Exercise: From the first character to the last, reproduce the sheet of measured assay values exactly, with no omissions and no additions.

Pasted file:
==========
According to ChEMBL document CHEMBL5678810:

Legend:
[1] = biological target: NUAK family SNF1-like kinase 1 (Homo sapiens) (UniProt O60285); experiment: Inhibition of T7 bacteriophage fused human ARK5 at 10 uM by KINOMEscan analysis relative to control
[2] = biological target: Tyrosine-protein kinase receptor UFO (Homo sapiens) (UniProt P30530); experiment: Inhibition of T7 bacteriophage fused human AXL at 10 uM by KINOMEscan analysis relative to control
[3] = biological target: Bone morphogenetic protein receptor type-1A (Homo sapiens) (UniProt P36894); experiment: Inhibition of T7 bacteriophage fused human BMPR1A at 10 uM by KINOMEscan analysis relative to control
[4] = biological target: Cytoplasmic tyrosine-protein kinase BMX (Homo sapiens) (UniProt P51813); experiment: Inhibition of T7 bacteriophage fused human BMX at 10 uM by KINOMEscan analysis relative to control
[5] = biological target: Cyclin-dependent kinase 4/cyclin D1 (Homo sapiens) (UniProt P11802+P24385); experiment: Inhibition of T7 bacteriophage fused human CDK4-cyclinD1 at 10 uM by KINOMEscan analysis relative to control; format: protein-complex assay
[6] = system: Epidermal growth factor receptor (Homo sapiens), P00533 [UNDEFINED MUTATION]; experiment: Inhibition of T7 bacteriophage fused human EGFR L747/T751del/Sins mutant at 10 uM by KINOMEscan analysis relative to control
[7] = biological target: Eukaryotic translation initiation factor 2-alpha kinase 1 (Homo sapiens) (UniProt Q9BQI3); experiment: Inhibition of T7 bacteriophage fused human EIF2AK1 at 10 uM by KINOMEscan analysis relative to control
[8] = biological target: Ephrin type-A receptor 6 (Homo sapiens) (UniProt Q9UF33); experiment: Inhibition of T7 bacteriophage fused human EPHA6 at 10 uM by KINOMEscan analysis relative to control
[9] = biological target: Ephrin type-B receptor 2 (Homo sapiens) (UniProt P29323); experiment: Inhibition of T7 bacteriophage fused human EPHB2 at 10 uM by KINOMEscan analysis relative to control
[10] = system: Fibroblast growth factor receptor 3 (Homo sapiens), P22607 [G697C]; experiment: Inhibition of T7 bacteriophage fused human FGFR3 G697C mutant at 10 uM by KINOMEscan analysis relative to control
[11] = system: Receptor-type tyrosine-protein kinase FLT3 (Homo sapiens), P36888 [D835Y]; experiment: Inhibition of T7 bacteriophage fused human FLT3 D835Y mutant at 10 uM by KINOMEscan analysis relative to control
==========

According to ChEMBL document CHEMBL5678810:

Legend:
[1] = biological target: NUAK family SNF1-like kinase 1 (Homo sapiens) (UniProt O60285); experiment: Inhibition of T7 bacteriophage fused human ARK5 at 10 uM by KINOMEscan analysis relative to control
[2] = biological target: Tyrosine-protein kinase receptor UFO (Homo sapiens) (UniProt P30530); experiment: Inhibition of T7 bacteriophage fused human AXL at 10 uM by KINOMEscan analysis relative to control
[3] = biological target: Bone morphogenetic protein receptor type-1A (Homo sapiens) (UniProt P36894); experiment: Inhibition of T7 bacteriophage fused human BMPR1A at 10 uM by KINOMEscan analysis relative to control
[4] = biological target: Cytoplasmic tyrosine-protein kinase BMX (Homo sapiens) (UniProt P51813); experiment: Inhibition of T7 bacteriophage fused human BMX at 10 uM by KINOMEscan analysis relative to control
[5] = biological target: Cyclin-dependent kinase 4/cyclin D1 (Homo sapiens) (UniProt P11802+P24385); experiment: Inhibition of T7 bacteriophage fused human CDK4-cyclinD1 at 10 uM by KINOMEscan analysis relative to control; format: protein-complex assay
[6] = system: Epidermal growth factor receptor (Homo sapiens), P00533 [UNDEFINED MUTATION]; experiment: Inhibition of T7 bacteriophage fused human EGFR L747/T751del/Sins mutant at 10 uM by KINOMEscan analysis relative to control
[7] = biological target: Eukaryotic translation initiation factor 2-alpha kinase 1 (Homo sapiens) (UniProt Q9BQI3); experiment: Inhibition of T7 bacteriophage fused human EIF2AK1 at 10 uM by KINOMEscan analysis relative to control
[8] = biological target: Ephrin type-A receptor 6 (Homo sapiens) (UniProt Q9UF33); experiment: Inhibition of T7 bacteriophage fused human EPHA6 at 10 uM by KINOMEscan analysis relative to control
[9] = biological target: Ephrin type-B receptor 2 (Homo sapiens) (UniProt P29323); experiment: Inhibition of T7 bacteriophage fused human EPHB2 at 10 uM by KINOMEscan analysis relative to control
[10] = system: Fibroblast growth factor receptor 3 (Homo sapiens), P22607 [G697C]; experiment: Inhibition of T7 bacteriophage fused human FGFR3 G697C mutant at 10 uM by KINOMEscan analysis relative to control
[11] = system: Receptor-type tyrosine-protein kinase FLT3 (Homo sapiens), P36888 [D835Y]; experiment: Inhibition of T7 bacteriophage fused human FLT3 D835Y mutant at 10 uM by KINOMEscan analysis relative to control